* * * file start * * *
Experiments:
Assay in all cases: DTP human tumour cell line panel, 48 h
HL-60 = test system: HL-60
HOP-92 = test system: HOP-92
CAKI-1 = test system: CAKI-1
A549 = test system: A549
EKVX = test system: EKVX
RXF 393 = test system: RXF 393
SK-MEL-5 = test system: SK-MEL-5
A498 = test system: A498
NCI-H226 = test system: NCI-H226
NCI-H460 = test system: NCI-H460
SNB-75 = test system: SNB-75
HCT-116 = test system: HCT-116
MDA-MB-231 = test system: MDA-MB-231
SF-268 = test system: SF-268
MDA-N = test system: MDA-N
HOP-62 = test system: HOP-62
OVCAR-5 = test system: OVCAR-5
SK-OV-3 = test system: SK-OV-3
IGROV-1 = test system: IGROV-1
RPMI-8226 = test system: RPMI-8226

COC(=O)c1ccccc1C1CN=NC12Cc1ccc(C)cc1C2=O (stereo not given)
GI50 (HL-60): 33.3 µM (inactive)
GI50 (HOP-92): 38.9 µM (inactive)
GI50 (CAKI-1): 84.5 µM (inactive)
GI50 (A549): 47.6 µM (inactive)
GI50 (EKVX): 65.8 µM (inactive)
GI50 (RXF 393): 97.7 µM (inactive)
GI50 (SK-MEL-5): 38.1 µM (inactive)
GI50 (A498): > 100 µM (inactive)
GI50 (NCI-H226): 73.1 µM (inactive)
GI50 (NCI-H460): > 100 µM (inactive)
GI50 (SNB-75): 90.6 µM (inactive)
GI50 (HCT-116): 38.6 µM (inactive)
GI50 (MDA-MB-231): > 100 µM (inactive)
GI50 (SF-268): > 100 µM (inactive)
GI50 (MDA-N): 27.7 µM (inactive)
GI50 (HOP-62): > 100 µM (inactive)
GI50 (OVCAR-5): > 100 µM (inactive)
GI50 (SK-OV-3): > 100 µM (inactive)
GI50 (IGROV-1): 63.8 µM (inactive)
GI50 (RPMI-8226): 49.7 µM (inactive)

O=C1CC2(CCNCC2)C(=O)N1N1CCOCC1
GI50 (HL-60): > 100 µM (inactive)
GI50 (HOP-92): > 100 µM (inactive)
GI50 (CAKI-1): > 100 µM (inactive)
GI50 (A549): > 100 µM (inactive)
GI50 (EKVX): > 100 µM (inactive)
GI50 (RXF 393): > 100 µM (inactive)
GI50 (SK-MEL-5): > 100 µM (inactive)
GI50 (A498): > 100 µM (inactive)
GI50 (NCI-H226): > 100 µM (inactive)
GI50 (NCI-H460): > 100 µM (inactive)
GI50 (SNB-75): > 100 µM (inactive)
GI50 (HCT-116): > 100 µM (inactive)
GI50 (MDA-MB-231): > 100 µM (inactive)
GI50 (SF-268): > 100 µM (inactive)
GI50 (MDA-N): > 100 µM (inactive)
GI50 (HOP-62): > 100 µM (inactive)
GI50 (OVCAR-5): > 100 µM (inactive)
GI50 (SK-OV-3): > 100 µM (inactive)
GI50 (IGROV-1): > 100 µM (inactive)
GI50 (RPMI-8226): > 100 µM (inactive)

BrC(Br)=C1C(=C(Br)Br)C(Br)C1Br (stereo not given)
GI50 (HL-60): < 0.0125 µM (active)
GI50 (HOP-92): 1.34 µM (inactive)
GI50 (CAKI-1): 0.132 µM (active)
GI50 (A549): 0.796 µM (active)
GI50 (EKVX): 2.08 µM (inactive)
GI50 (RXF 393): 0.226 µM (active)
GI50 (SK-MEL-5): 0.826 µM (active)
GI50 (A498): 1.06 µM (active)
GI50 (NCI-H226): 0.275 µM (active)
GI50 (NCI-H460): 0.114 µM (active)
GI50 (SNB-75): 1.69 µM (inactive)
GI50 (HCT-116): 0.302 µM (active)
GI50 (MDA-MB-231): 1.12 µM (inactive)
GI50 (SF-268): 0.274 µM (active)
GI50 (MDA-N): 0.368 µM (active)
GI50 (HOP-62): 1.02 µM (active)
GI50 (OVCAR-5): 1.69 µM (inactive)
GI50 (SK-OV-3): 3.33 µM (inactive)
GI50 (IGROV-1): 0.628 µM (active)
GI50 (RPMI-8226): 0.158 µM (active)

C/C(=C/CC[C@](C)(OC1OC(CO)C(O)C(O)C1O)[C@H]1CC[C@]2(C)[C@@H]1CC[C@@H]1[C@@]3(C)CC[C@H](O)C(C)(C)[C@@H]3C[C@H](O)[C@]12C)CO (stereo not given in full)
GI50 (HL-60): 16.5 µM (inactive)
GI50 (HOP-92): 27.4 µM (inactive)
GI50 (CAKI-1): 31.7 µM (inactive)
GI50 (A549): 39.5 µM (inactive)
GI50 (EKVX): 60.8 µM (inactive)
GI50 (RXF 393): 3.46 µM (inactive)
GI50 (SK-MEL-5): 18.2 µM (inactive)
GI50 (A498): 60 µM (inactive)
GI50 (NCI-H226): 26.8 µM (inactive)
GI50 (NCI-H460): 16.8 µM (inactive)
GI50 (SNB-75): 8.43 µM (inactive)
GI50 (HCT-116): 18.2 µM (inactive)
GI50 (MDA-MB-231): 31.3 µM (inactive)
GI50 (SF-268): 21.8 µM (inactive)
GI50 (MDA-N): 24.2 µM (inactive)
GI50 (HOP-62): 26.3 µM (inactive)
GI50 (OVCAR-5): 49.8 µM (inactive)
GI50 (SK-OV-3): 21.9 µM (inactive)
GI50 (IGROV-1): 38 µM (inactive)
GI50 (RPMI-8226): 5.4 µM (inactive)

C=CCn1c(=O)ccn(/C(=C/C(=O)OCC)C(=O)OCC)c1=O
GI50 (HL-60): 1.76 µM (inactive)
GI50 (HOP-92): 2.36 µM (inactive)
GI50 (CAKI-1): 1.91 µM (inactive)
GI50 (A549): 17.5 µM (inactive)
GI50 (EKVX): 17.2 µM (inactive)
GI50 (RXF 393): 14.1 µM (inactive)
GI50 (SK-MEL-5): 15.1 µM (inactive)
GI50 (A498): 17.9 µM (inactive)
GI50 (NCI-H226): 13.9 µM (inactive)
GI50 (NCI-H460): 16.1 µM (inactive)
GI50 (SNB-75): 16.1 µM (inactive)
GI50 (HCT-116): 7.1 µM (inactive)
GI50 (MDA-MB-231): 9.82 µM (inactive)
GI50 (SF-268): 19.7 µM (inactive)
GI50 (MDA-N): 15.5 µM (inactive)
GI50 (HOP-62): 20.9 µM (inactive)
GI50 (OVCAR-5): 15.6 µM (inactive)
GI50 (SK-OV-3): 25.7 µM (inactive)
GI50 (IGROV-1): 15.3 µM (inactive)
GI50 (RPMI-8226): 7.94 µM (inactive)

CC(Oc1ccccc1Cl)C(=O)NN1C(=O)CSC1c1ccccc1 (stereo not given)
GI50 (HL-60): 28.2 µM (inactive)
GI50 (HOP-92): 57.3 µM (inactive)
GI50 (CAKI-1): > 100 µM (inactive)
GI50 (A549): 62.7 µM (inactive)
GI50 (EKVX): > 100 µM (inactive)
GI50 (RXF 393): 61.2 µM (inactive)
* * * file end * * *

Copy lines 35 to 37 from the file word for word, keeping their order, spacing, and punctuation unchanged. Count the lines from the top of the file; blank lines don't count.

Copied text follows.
GI50 (HCT-116): 38.6 µM (inactive)
GI50 (MDA-MB-231): > 100 µM (inactive)
GI50 (SF-268): > 100 µM (inactive)